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CAIR Update

CAIR Update. WESTAR October 2, 2008. Eastern urban/rural fine particles. 30. 25. 20. ug/m3. 15. 10. 5. 0. Indy/LIVO. Bronx/BRIG. Atlanta/2 Sites. Charlotte/LIGO. Richmond/JARI. St.Louis/3 Sites. Baltimore/DOSO. Birmingham/SIP. Cleveland/MKGO. Urban Contribution.

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CAIR Update

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  1. CAIR Update WESTAR October 2, 2008

  2. Eastern urban/rural fine particles 30 25 20 ug/m3 15 10 5 0 Indy/LIVO Bronx/BRIG Atlanta/2 Sites Charlotte/LIGO Richmond/JARI St.Louis/3 Sites Baltimore/DOSO Birmingham/SIP Cleveland/MKGO Urban Contribution Regional Contribution What Is the Clean Air Interstate Rule (CAIR)? • CAIR is EPA’s strategy to reduce interstate transport of emissions contributing to nonattainment of National Ambient Air Quality Standards (NAAQS) for fine particles (PM2.5) and ozone in the eastern U.S. • Uses an optional set of 3 interstate trading programs to achieve highly cost-effective emission reductions of sulfur dioxide (SO2) and nitrogen oxides (NOx) • Not intended to be an air quality panacea, but a valuable aid to state-led efforts to attain the NAAQS, as well as reduce acid rain and regional haze • EPA successfully addressed a similar ozone problem in the 1990s by developing the NOx Budget Trading Program under the NOx SIP Call 1997 Standard annual standard 12-month average PM2.5 mass from speciation samplers Reference: 2002 EPA Trends Report http://www.epa.gov/air/airtrends/chem_spec_of_pm2.5_b.pdf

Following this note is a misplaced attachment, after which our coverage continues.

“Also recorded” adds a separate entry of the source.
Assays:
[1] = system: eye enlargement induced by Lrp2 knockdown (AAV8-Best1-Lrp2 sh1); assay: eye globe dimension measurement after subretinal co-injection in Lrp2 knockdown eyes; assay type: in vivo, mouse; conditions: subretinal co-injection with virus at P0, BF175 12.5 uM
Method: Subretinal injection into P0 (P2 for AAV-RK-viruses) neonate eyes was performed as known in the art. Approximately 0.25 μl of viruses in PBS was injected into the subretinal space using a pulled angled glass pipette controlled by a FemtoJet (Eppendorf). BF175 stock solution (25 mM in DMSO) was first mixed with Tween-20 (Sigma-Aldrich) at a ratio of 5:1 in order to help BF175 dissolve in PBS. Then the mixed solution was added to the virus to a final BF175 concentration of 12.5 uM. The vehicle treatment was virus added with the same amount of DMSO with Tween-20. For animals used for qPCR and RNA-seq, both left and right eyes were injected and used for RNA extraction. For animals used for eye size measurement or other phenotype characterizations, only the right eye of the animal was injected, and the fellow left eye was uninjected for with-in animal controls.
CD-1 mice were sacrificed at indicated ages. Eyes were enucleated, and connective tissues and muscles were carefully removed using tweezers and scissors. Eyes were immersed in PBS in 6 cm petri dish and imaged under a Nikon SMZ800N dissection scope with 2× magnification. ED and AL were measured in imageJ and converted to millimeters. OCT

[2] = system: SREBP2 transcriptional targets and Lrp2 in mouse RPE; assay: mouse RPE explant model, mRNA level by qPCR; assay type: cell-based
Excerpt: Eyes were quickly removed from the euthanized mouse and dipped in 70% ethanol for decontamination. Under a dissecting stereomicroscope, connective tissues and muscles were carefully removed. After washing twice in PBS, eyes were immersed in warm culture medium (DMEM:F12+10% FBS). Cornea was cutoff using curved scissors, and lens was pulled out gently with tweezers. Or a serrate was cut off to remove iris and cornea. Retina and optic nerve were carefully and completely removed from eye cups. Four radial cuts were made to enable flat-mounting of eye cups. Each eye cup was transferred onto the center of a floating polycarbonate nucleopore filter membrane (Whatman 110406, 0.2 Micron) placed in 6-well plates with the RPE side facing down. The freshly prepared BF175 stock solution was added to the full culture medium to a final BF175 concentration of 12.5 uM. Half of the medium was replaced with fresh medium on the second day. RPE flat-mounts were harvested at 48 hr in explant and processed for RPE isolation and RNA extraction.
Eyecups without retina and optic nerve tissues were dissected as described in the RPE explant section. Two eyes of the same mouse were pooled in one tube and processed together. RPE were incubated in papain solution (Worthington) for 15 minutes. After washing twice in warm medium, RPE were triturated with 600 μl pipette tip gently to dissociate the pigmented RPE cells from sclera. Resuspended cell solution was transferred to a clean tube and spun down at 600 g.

3. D.C. Circuit Decision on CAIR • EPA’s regional approach failed to appropriately factor in each state’s individual contribution. • EPA did not have authority under 110(a)(2)(D) to require the surrender of Title IV allowances for compliance with CAIR. • EPA did not establish that the 2015 compliance deadline is consistent with states’ attainment deadlines. • The state SO2 and NOx budgets were not adequately based on the objectives of 110(a)(2)(D) • EPA must address emissions that “interfere with maintenance” of NAAQS not just those which “significantly contribute to nonattainment.”

  4. What Are the Consequences of the Court’s Decision? • Disruption/delay of industry plans for installation and operation of pollution abatement equipment • Lost health and environmental benefits • Increased administrative costs to government and industry • Questions of future cap and trade program viability

  5. Decisions needed • How will we deal with SIPs approvability issues? • Do we proceed with findings of failure to submit for Regional Haze and PM? • How do we deal with clocks for findings for ozone and Section 110(a)2(d)(i)?

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